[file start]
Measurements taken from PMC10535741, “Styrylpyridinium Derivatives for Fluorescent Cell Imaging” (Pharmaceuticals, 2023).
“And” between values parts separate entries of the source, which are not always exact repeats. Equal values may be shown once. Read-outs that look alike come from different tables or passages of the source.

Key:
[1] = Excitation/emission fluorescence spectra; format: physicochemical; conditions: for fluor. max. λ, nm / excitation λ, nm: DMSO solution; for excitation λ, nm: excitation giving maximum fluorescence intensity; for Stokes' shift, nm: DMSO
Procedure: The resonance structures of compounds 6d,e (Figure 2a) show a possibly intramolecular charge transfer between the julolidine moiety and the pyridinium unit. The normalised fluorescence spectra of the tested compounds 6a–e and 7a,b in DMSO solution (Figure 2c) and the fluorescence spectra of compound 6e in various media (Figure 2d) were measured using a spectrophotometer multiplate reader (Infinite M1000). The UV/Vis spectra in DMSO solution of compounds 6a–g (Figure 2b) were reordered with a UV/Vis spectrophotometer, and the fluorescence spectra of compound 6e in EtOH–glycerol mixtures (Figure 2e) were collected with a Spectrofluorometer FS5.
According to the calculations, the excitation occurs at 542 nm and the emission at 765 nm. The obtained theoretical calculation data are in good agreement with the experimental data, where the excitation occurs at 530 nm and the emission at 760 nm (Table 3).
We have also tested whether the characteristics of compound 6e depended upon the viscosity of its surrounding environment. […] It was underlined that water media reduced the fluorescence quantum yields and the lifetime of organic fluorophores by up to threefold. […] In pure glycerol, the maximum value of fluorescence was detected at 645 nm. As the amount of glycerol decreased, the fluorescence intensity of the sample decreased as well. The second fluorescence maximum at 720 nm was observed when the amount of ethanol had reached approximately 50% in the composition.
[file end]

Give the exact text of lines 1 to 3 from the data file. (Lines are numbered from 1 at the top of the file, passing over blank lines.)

Measurements taken from PMC10535741, “Styrylpyridinium Derivatives for Fluorescent Cell Imaging” (Pharmaceuticals, 2023).
“And” between values parts separate entries of the source, which are not always exact repeats. Equal values may be shown once. Read-outs that look alike come from different tables or passages of the source.

Key: